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Eat less, live long


A GROWING number of middle-aged Australians are joining a “calorie restriction” movement in a drastic bid to live for longer.

They believe eating about 20 per cent less than the recommended daily intake will extend their lifespans and help them avoid getting sick.

Evidence shows animals given fewer calories, or kilojoules, have longer life expectancies than those that eat an average amount.

Calorie restriction may also reduce the risk of heart disease, diabetes and some cancers.

However, critics warn people who drastically restrict their diets may be more likely to develop eating disorders, nutritional deficiencies and fertility problems.

Arthur Everitt, Honorary Associate Professor at Concord Hospital and Sydney University, follows the principles of calorie restriction with a diet high in fruits and vegetables plus some protein.

The 83-year-old, who has been researching ageing and calorie restriction in rats for more than 50 years, warns baby-boomers may be leaving the diet a bit too late.

“Calorie restriction should really be started early in life as a young teenager or adult,” he said.

“It’s extremely difficult to do but I think almost everyone can reduce the amount of food they eat, even if it’s by five per cent.

“I do think people over-consume. When you go to a restaurant, the size of the meal that’s set down in front of you is twice what it would have been 20 years ago.”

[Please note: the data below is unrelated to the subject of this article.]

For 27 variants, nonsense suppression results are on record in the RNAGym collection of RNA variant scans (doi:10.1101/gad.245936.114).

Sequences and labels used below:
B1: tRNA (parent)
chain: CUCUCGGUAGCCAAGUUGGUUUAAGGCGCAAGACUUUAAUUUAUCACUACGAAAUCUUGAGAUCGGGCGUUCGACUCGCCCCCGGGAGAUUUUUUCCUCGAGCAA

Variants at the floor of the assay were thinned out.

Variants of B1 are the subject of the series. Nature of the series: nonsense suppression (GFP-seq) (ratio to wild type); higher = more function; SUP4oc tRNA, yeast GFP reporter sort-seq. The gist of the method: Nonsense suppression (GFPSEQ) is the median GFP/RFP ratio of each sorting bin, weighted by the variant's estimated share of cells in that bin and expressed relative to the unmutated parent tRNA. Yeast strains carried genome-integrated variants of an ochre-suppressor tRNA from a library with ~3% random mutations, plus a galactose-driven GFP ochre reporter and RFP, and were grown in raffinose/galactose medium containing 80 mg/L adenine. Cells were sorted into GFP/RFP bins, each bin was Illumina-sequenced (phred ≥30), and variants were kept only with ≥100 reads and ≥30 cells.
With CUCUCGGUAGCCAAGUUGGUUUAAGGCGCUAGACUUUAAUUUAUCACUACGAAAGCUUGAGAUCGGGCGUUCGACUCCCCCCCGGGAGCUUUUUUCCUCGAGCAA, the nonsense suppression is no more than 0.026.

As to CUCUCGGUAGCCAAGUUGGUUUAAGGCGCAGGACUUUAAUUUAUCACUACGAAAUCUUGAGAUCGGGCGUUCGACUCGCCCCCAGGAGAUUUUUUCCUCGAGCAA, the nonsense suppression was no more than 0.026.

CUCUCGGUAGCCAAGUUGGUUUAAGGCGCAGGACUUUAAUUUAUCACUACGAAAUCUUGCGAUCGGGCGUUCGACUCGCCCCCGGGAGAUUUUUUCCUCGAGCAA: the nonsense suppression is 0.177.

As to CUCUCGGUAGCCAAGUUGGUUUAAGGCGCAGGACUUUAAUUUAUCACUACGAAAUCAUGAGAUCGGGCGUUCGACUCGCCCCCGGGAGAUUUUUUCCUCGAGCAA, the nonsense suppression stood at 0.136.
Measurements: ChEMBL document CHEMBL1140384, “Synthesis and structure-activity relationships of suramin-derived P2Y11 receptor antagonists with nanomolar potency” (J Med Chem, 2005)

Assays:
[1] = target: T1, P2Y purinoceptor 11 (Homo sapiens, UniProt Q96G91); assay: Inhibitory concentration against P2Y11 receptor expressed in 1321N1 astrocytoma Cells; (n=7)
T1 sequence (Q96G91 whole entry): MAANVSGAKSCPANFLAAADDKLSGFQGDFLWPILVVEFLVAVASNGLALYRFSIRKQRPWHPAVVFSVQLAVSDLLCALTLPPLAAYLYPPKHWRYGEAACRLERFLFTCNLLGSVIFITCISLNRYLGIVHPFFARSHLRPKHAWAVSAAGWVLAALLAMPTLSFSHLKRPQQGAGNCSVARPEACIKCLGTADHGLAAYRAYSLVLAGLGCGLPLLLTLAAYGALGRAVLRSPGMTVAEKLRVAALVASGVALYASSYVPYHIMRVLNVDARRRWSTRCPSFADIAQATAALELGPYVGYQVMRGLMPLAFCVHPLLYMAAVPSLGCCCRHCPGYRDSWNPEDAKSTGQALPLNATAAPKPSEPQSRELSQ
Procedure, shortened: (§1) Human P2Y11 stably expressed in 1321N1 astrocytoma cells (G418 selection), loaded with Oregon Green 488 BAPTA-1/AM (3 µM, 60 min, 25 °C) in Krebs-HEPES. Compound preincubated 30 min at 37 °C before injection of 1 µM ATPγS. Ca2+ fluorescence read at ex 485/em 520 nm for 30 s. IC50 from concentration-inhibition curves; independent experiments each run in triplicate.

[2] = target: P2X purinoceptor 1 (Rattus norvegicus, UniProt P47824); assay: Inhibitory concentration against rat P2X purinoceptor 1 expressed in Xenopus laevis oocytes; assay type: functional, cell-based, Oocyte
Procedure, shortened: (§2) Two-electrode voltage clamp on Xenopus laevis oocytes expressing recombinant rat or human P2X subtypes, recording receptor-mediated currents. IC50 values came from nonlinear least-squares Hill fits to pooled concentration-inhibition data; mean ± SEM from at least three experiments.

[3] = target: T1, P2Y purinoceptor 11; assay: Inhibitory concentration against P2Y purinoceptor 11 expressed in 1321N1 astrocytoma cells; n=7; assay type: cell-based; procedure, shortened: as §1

Prof Everitt says he cuts large meals in half and takes the remainder home with him for another time.

Claudette Wadsworth, a Bondi Junction nutritionist and naturopath, says focusing on good quality food is more important than limiting quantities.

“Obviously you don’t want to over-eat but I would rather people think about quality of food they are eating rather than the amount,” she said.

“I recommend lots of fruit and vegetables, good quality lean protein and omega oils from deep water oily fish.

“The danger (of calorie restriction) is people can go to extremes, particularly when they are trying to lose weight.”

Calorie restriction is also spawning a new generation of anti-ageing diet books, such as the Beyond The 120 Year Diet.

Celebrity nutrition expert Dr John Tickell agrees Australians are routinely over-consuming and could extend their lifespans if they simply reduced the amount they ate.

He believes one of the main reasons that people live longer and have less illnesses in Okinawa, in southern Japan, is because they eat less.

“I am absolutely on the side of people who say calorie restriction does extend life expectancy,” he said.

“The Okinawans often live until they are in their 90s or over 100.”

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